Woman in serious condition after car hits fence

LEBANON, Ind. (WISH) — At around 5 p.m. on Sunday, Boone County sheriff’s deputies responded to a car accident in Lebanon where the driver was trapped inside of the vehicle.

The driver, identified as 38-year-old Stacie M. Hoppe, was unconscious when deputies arrived on scene. In the car with her was a young female passenger, later identified as Ezri A. Hoppe. The girl was conscious and moving when police found her.

The car was going east on County Road 100 South when it left the road and collided with a fence post. Authorities are still investigating and say they are unsure why the vehicle left the road.

It’s not yet clear whether alcohol was involved, but toxicology results are pending.

Responders extracted the driver from the vehicle, and she was taken to St. Vincent’s Hospital in serious but stable condition. The girl was taken to Riley Children’s Hospital to be checked for injuries.


Hoosier cities ranked among ‘Hardest Working’

INDIANAPOLIS (Inside INdiana Business) — Two Indiana cities are among the top 116 metropolitan areas across the country identified as “2020’s Hardest Working Cities in America,” according to a new study from WalletHub.

The personal finance website places Indianapolis at No. 47 and Fort Wayne at No. 72.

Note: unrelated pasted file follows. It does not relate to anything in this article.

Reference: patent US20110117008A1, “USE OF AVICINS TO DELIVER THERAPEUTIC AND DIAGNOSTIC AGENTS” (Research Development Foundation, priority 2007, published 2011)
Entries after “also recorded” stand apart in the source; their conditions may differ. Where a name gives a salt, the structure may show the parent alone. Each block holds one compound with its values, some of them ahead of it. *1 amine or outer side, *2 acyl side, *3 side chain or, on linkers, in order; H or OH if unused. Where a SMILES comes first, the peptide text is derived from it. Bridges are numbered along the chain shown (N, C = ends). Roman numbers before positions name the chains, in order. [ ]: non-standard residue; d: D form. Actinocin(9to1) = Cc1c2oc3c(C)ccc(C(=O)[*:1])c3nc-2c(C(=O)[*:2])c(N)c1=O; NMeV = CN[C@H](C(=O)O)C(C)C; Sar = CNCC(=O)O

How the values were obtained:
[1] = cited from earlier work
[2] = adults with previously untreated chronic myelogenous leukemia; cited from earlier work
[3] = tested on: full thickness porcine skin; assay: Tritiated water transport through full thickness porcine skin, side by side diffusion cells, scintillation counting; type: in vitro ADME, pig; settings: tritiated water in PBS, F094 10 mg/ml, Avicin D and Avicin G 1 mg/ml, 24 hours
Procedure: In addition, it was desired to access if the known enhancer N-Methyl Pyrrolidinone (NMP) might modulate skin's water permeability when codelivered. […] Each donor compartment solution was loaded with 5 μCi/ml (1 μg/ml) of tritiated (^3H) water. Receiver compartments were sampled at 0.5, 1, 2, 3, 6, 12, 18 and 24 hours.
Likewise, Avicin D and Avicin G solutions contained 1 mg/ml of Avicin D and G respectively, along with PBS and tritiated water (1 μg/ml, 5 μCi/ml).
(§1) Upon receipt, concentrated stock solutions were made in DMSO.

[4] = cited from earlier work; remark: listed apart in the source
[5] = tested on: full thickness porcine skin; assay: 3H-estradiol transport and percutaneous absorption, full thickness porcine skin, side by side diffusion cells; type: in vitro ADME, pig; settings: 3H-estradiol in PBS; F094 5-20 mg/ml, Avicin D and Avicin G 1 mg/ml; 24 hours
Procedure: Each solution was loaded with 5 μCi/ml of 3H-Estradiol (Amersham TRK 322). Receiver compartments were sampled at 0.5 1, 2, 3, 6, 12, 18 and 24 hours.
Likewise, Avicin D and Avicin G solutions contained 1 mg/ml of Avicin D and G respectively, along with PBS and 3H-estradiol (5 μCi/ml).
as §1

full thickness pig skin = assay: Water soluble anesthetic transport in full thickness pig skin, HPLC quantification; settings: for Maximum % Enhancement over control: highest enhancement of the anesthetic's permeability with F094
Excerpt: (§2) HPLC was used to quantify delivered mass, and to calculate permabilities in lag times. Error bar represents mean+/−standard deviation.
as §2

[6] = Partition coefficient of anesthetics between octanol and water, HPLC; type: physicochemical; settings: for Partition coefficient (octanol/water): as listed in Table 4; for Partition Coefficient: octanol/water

The ranking is based on 11 key metrics. The data set ranges from employment rate to average weekly work hours to share of workers with multiple jobs. WalletHub says the average U.S. worker puts in 1,786 hours per year, which is much higher than many other industrialized countries.

For instance, U.S. workers put in 403 more hours each year than German workers. For an average 40-hour workweek, that’s ten weeks of additional time “on the clock.”

But WalletHub says working more hours does not necessarily translate into higher productivity.

“In fact, empirical research shows that as the number of working hours increases, employee productivity starts to decline,” said Stephanie Andel, an assistant professor in the IUPUI Department of Psychology.

Andel is one of five experts asked by WalletHub to weigh-in on the workload.

“We simply are not wired to be working constantly, and we lose valuable mental resources as the workday goes on,” explains Andel. “This reduces our ability to maintain our work engagement over long periods, and in turn, creates diminishing returns when it comes to employee output and productivity.”

The list also included data on average commute time and the number of workers leaving vacation time unused.

“Overworked employees also struggle to balance their work and non-work roles (such as family demands), which further impacts their stress and health levels,” Andel said. “These problematic outcomes can also be felt by the organization’s bottom line in the form of increasing health insurance costs, employee absenteeism and turnover.”

WalletHub says the hardest working U.S. city is Anchorage, Alaska.

Click here to view the entire list.